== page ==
# Eigenvalue counting number in Functional Integral

My question is about the calculation of a functional integral (which looks like a partition function).

If we have the operator $$A$$ having discrete spectrum, and eigenvectors $$\phi_{i}$$ and eigenvalues $$\lambda_i$$, and the eigenvalues have density $$\rho(\lambda)=\sum_i \delta(\lambda_i-\lambda)$$. Then the functional integral $$\int D\phi \exp\{-(\phi,A\phi)\}$$ is written as integral over the "fourier" coefficients $$a_i = (\phi_i,\phi)$$, where we use $$\phi = \sum_{i} a_i \phi_i$$:

$$\int D\phi \exp\{-(\phi,A\phi)\} = \int_{-\infty}^{\infty}\prod_i da_i \exp\{-\lambda a_i^2\}$$

This is product of gaussian integrals, so if we put "UV" cutoff on eigenvalue, $$\Lambda$$, then I think the result of this integral is the product of the inverse square root of eigenvalues:

$$\int^{\Lambda}\prod_i da_i \exp\{-\lambda a_i^2\}= \prod_i^{\Lambda}\lambda_i^{-1/2}$$

However, my TA wrote without deriving that the correct result is this:

$$N(\Lambda) \ e^{-1/2 \sum_\lambda^{\Lambda}\ln \lambda}$$

where $$N(\Lambda) = \int \rho(\lambda) \ d\lambda$$ is the number of eigenvalues below $$\Lambda$$.

I don't understand this result, especially this appearance of this counting number $$N(\Lambda)$$. Why does the functional integral not give the product of eigenvalues, and where is this $$N(\Lambda)$$ coming from? Is this related to the density of states that is sometimes written in a partition function? I would appreciate any help in understanding this, and any pointer to books that explain as well.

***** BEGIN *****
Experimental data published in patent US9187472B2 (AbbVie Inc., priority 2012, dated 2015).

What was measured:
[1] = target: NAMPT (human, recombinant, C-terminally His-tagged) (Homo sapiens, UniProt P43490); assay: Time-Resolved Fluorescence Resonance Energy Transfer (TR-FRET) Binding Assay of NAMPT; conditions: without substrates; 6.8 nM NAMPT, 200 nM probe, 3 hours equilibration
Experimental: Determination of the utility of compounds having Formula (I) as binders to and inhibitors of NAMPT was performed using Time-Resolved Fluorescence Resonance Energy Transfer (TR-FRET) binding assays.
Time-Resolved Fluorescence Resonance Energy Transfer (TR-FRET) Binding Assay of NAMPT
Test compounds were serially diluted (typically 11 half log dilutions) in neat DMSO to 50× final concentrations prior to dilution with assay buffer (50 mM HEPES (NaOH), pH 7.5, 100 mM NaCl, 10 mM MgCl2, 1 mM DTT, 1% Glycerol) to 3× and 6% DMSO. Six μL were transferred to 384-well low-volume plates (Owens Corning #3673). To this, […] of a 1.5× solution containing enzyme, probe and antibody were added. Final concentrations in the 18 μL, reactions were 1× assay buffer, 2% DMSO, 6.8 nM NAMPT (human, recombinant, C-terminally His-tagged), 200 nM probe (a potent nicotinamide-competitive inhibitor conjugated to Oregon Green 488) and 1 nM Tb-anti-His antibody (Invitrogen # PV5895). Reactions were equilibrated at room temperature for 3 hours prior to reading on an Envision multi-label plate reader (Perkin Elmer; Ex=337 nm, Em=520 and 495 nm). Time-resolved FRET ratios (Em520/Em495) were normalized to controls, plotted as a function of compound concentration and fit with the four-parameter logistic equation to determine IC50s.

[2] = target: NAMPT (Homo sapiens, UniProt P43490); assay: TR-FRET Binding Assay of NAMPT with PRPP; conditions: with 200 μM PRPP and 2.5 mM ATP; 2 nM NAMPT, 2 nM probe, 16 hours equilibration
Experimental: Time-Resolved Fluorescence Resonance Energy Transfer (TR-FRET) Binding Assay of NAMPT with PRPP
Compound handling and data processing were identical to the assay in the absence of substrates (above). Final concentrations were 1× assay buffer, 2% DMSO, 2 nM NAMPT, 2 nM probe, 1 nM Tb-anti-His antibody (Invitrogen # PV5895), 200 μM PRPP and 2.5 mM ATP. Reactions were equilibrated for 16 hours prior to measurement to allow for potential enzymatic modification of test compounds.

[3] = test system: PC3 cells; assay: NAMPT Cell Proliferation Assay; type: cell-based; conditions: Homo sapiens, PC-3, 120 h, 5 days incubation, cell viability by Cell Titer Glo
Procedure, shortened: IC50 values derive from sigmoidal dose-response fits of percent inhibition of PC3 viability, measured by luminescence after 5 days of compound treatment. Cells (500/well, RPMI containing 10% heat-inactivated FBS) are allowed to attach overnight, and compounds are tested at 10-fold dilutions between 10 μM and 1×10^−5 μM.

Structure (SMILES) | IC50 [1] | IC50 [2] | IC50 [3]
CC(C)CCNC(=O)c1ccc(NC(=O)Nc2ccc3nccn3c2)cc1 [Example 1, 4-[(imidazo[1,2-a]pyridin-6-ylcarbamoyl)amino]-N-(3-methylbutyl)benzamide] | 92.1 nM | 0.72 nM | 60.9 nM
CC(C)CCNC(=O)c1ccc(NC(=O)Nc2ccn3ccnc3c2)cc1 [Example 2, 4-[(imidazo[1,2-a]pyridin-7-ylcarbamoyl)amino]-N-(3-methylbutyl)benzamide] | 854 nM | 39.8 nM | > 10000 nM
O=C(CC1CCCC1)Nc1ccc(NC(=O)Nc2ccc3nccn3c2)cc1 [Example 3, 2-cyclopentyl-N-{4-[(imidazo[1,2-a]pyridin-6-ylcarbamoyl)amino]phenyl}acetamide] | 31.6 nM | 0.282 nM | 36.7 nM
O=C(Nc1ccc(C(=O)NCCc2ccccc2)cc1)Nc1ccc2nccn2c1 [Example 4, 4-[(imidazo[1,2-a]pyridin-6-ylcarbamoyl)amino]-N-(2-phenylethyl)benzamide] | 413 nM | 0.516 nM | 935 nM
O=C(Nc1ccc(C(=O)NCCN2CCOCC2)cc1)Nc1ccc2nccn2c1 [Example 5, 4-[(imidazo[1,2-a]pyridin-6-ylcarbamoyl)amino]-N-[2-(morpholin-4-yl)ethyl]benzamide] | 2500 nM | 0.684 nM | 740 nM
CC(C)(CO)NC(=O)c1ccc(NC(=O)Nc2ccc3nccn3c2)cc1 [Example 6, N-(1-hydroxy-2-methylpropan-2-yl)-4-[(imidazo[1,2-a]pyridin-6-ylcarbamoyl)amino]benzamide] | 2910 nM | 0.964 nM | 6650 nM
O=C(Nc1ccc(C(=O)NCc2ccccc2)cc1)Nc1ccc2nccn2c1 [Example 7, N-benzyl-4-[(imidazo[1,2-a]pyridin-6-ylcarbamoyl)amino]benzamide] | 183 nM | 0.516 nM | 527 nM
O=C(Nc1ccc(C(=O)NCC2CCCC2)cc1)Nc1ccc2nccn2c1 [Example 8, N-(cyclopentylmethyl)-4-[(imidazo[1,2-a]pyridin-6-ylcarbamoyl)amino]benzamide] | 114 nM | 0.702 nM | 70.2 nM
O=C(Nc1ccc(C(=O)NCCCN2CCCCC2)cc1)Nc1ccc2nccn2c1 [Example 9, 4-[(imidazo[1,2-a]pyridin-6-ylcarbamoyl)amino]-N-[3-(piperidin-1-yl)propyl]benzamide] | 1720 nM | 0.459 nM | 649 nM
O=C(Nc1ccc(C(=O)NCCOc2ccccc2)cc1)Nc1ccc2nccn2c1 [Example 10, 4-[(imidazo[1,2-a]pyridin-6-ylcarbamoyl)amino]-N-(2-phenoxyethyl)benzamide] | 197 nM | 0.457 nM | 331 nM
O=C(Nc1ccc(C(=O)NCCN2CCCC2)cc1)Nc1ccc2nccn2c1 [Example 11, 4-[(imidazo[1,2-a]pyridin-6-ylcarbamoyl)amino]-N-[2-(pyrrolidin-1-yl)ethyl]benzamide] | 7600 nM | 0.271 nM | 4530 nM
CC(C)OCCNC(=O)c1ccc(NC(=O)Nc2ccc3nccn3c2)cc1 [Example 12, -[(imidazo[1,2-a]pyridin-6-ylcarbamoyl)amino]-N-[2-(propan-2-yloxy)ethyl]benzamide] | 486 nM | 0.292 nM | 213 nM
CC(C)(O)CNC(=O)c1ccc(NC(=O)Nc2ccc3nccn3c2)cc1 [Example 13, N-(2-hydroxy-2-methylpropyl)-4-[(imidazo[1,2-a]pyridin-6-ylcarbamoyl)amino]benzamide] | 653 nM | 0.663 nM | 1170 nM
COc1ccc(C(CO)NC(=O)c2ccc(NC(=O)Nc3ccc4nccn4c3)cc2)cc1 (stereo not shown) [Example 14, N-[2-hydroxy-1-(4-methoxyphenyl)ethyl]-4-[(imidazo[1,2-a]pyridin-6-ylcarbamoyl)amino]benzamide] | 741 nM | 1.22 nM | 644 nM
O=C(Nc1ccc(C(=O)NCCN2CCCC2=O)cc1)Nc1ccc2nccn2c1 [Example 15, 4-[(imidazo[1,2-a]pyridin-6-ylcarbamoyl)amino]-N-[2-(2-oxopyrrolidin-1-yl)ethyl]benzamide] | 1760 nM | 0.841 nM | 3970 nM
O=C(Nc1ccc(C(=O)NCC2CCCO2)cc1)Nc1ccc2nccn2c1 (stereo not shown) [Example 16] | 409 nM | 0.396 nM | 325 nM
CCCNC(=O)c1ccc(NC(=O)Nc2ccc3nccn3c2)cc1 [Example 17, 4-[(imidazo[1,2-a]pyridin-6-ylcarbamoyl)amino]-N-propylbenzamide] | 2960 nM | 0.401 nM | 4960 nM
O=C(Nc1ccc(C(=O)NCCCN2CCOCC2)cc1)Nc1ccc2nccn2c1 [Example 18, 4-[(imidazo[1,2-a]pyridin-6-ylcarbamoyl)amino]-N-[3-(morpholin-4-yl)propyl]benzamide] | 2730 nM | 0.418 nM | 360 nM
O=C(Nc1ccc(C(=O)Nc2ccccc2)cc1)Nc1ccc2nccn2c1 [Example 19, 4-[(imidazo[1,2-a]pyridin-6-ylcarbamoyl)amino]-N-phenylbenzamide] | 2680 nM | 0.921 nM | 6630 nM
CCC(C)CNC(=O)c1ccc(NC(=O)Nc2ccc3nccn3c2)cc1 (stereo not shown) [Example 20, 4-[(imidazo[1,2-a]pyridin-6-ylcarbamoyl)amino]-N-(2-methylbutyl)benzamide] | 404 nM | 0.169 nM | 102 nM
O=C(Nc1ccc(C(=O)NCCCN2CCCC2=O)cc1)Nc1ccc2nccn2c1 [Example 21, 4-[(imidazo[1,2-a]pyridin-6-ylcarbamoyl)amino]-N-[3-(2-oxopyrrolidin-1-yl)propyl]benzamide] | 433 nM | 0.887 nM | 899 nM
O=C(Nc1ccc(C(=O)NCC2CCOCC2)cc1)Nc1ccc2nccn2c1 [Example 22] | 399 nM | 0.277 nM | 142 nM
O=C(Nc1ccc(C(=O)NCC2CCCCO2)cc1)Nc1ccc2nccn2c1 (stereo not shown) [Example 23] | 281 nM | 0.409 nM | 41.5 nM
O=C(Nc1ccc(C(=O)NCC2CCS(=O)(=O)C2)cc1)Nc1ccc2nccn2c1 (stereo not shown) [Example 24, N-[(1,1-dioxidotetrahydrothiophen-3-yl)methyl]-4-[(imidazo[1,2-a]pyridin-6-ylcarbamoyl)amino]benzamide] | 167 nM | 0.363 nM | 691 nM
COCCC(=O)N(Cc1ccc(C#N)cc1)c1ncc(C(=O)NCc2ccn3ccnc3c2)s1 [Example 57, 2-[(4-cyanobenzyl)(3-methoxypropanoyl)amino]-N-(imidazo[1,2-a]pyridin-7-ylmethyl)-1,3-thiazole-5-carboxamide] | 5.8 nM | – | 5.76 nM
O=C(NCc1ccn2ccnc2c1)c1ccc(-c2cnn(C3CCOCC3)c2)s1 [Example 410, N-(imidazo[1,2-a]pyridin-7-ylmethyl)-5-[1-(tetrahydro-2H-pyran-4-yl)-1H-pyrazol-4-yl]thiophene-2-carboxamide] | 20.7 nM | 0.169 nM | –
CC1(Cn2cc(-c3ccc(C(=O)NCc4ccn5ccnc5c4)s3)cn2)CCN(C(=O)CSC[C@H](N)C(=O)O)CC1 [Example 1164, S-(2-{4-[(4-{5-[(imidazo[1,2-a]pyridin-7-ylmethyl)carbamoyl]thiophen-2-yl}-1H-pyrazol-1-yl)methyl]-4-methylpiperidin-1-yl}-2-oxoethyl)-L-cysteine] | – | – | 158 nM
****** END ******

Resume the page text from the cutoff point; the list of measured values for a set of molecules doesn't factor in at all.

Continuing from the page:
I think you TA is either wrong, or you misunderstood what he wrote. You are correct up the factor of $$(\sqrt \pi)^n$$ where $$n=\int_0^\Lambda \rho(\lambda) d\lambda$$ from the $$n$$ Gaussian integrals. I expect that the TA just meant that there is some normalization factor $$N(\Lambda)$$ that depends on $$\Lambda$$, but that factor is the one I gave above, and not $$\int_0^\Lambda \rho(\lambda) d\lambda$$
• Thank you for your reply. I think it is likely that yes the factor $N(\Lambda)$ is not the integral of the density of eigenvalue. Otherwise it doesn't make sense. In general however, when a sum is transformed into integral over eigenvalues using $\rho$, then the measure will be $\int \rho(\lambda) d\lambda (...)$, right? This means that the integral depends on $N(\Lambda)$ correct? Thank you again. – TJNY699 Mar 3 '19 at 18:33